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Since 1988, when mifepristone was first approved in Europe, abortion-rights activists have fought to introduce it to the U.S. as the first alternative to surgical abortion. The FDA under President Bush banned its import in 1989, citing safety concerns. On his third day in office, President Clinton lifted the ban and ordered the FDA to begin safety testing. Developer Roussel Uclaf, meanwhile, sick of getting hammered by both sides, donated U.S. patent rights for mifepristone to the Population Council, a nonprofit reproductive-rights group founded 50 years ago by John D. Rockefeller. The council had to steer the drug through U.S. trials, file the applications for approval, weather the political storms and lawsuits that followed every step of the process. No wonder it took nearly eight years.
Even advocates who had been hoping for this ruling for years were surprised at how few restrictions came with it. Though the agency had ruled mifepristone "safe and effective" back in 1996, it took four more years to find an acceptable manufacturer and figure out distribution. Last summer the FDA hinted that it was thinking of playing very tough: that only doctors who currently do surgical abortions would be allowed to prescribe mifepristone; that there might be some special certification required, or a rule that the doctor have access to an emergency room less than one hour away. All of that would have made the approval of the pill almost meaningless; abortion would still be unavailable in vast swaths of the country.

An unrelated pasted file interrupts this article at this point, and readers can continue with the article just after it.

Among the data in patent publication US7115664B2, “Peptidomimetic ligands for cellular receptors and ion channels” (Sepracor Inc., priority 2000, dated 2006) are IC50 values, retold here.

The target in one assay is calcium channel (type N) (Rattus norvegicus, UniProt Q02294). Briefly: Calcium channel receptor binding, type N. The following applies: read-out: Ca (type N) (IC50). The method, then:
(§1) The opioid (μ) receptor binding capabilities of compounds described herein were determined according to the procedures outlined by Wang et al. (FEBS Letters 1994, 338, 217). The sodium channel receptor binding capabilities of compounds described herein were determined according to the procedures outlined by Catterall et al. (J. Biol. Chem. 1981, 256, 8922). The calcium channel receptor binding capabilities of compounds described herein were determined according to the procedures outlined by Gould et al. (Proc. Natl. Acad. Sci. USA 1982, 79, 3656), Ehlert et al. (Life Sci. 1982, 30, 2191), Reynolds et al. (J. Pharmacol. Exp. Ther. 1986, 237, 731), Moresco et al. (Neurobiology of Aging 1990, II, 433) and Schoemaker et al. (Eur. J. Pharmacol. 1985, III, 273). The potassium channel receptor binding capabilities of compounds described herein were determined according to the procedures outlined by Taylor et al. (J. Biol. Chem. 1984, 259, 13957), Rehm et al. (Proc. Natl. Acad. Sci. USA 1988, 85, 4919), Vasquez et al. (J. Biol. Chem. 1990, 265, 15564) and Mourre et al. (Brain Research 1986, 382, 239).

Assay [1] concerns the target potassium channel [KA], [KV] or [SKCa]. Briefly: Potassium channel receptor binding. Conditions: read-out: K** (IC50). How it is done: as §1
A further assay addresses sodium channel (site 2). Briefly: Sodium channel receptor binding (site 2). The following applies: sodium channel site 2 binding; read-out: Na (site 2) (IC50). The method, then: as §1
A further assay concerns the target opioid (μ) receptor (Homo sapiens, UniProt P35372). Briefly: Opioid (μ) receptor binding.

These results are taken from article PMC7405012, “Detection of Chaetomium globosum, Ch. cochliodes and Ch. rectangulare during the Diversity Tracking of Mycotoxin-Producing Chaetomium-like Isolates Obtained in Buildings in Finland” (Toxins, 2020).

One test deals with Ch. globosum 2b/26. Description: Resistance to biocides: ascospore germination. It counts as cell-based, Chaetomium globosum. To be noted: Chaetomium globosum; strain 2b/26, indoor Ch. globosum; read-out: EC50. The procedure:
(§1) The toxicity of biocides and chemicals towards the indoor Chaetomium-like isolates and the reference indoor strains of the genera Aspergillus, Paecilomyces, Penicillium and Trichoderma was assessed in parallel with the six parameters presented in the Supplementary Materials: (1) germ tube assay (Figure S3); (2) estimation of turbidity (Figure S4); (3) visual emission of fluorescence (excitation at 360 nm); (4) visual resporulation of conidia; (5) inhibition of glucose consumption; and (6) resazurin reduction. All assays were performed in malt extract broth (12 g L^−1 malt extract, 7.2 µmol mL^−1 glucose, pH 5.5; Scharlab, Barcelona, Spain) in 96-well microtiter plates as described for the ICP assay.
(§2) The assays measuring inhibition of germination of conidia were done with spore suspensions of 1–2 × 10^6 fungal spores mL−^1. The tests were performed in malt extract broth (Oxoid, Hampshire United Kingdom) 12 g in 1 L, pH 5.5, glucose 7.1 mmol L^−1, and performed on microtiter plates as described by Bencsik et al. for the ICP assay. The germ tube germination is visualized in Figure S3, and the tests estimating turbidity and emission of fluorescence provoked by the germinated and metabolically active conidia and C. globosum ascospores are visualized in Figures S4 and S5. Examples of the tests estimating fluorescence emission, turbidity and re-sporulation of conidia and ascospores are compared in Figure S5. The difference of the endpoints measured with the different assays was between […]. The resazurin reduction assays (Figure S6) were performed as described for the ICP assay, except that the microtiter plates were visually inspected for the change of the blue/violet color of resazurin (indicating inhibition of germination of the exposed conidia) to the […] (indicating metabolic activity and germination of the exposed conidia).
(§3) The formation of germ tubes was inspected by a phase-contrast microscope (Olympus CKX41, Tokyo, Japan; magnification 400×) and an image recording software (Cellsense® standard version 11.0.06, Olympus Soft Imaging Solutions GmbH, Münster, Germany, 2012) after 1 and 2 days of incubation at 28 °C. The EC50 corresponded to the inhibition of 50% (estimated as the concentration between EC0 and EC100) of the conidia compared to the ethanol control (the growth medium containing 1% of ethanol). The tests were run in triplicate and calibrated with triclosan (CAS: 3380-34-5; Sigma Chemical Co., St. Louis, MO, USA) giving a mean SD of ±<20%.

But last week's ruling said that to prescribe the drug, a doctor must be able only to date the pregnancy conclusively and, if anything goes wrong, provide surgical intervention, either to complete the abortion or to stop heavy bleeding. "All this says is that physicians prescribing this should be good doctors," says Dr. Wendy Chavkin, an ob-gyn at Columbia School of Public Health. In 1998, when the Henry J. Kaiser Family Foundation polled family practitioners about their interest in using mifepristone once it was approved and available, 45% of doctors responding said they were "very" or "somewhat" likely to use it--even though only 3% of them had performed surgical abortions.
But at the time of the survey, the drug was still crawling through the approval process. Now that it has been cleared, the real test begins. A doctor's decision to offer the drug rests on a complex calculation. Many may read the FDA language about the pill's being limited to "physicians who can accurately determine the duration of a patient's pregnancy" to mean that they should do this with ultrasound--and most do not have ultrasound equipment in their office. Likewise, special training and extra malpractice insurance might dampen enthusiasm for offering the drug. Doctors will have the extra burden of locating those women who do not return for the final visit to make sure their pregnancy has been terminated. Were there to be an increase in complications or birth defects associated with mifepristone (none have yet been reported), insurance companies would probably adjust their rates accordingly.